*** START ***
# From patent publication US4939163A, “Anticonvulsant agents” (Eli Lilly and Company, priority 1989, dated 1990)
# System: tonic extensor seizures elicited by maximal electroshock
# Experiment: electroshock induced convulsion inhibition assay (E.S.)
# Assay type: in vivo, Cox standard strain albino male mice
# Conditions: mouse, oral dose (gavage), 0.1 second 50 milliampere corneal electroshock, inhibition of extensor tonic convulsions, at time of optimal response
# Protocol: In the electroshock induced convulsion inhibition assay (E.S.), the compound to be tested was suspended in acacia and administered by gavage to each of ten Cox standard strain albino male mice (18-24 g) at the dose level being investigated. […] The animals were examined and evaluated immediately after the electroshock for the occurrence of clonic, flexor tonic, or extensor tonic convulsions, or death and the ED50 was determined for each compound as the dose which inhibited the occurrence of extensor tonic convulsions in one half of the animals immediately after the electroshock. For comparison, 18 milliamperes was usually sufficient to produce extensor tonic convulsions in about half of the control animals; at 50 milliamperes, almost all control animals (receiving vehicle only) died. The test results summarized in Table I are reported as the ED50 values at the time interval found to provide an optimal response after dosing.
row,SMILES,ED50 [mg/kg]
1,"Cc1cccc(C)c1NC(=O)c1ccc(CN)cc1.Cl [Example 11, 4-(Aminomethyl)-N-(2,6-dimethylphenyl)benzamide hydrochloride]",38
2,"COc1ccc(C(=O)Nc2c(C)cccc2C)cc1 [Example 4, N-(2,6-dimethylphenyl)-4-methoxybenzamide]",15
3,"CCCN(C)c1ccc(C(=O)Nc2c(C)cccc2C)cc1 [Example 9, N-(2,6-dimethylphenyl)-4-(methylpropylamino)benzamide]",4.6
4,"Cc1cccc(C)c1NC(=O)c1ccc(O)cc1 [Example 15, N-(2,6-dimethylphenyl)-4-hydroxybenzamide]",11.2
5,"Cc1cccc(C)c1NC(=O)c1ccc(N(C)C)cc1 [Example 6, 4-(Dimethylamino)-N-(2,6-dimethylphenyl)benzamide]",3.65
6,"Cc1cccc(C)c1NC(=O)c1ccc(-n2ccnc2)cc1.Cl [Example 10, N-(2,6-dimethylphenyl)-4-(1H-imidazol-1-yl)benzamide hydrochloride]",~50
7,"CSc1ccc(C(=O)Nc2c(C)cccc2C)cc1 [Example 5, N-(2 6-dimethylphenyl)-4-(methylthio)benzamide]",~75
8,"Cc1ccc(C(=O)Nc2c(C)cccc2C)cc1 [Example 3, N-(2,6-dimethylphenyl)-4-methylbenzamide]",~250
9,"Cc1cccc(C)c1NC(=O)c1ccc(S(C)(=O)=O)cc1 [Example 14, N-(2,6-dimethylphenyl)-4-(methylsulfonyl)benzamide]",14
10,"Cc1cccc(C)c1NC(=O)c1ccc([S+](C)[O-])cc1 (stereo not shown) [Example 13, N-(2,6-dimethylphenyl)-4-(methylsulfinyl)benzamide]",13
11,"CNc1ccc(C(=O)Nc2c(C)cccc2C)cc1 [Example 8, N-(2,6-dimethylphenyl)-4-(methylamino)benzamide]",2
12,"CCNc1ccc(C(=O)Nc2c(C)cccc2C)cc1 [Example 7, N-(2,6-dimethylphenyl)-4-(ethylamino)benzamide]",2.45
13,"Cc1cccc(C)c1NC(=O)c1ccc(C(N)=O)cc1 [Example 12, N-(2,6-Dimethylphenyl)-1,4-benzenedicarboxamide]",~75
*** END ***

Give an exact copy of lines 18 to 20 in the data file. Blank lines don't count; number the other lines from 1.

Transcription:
11,"CNc1ccc(C(=O)Nc2c(C)cccc2C)cc1 [Example 8, N-(2,6-dimethylphenyl)-4-(methylamino)benzamide]",2
12,"CCNc1ccc(C(=O)Nc2c(C)cccc2C)cc1 [Example 7, N-(2,6-dimethylphenyl)-4-(ethylamino)benzamide]",2.45
13,"Cc1cccc(C)c1NC(=O)c1ccc(C(N)=O)cc1 [Example 12, N-(2,6-Dimethylphenyl)-1,4-benzenedicarboxamide]",~75